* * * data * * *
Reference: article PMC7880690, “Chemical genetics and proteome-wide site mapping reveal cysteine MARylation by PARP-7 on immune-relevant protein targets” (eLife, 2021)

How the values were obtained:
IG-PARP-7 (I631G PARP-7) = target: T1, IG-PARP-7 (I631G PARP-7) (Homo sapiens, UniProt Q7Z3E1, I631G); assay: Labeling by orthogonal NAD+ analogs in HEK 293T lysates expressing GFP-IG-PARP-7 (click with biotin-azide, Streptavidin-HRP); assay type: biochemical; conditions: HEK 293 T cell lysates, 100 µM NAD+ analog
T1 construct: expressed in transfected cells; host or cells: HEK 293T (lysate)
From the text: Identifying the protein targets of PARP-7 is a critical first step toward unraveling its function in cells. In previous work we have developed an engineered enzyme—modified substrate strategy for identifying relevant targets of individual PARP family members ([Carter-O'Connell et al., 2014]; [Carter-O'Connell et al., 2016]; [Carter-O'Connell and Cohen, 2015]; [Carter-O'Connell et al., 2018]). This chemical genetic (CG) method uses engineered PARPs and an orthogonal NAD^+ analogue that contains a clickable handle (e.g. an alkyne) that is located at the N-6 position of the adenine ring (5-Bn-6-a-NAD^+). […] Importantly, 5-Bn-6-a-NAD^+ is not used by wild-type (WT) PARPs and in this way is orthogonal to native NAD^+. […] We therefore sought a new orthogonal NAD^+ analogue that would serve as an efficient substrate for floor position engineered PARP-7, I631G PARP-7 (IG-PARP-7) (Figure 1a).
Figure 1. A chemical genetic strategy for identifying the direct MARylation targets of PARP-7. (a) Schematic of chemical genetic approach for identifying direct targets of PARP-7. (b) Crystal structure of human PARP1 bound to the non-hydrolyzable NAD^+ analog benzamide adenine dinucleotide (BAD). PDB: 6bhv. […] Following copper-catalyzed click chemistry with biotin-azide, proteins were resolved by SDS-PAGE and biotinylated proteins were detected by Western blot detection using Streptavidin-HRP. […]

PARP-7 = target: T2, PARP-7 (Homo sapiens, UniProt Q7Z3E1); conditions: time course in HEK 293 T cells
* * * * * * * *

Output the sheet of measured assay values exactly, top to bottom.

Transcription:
Reference: article PMC7880690, “Chemical genetics and proteome-wide site mapping reveal cysteine MARylation by PARP-7 on immune-relevant protein targets” (eLife, 2021)

How the values were obtained:
IG-PARP-7 (I631G PARP-7) = target: T1, IG-PARP-7 (I631G PARP-7) (Homo sapiens, UniProt Q7Z3E1, I631G); assay: Labeling by orthogonal NAD+ analogs in HEK 293T lysates expressing GFP-IG-PARP-7 (click with biotin-azide, Streptavidin-HRP); assay type: biochemical; conditions: HEK 293 T cell lysates, 100 µM NAD+ analog
T1 construct: expressed in transfected cells; host or cells: HEK 293T (lysate)
From the text: Identifying the protein targets of PARP-7 is a critical first step toward unraveling its function in cells. In previous work we have developed an engineered enzyme—modified substrate strategy for identifying relevant targets of individual PARP family members ([Carter-O'Connell et al., 2014]; [Carter-O'Connell et al., 2016]; [Carter-O'Connell and Cohen, 2015]; [Carter-O'Connell et al., 2018]). This chemical genetic (CG) method uses engineered PARPs and an orthogonal NAD^+ analogue that contains a clickable handle (e.g. an alkyne) that is located at the N-6 position of the adenine ring (5-Bn-6-a-NAD^+). […] Importantly, 5-Bn-6-a-NAD^+ is not used by wild-type (WT) PARPs and in this way is orthogonal to native NAD^+. […] We therefore sought a new orthogonal NAD^+ analogue that would serve as an efficient substrate for floor position engineered PARP-7, I631G PARP-7 (IG-PARP-7) (Figure 1a).
Figure 1. A chemical genetic strategy for identifying the direct MARylation targets of PARP-7. (a) Schematic of chemical genetic approach for identifying direct targets of PARP-7. (b) Crystal structure of human PARP1 bound to the non-hydrolyzable NAD^+ analog benzamide adenine dinucleotide (BAD). PDB: 6bhv. […] Following copper-catalyzed click chemistry with biotin-azide, proteins were resolved by SDS-PAGE and biotinylated proteins were detected by Western blot detection using Streptavidin-HRP. […]

PARP-7 = target: T2, PARP-7 (Homo sapiens, UniProt Q7Z3E1); conditions: time course in HEK 293 T cells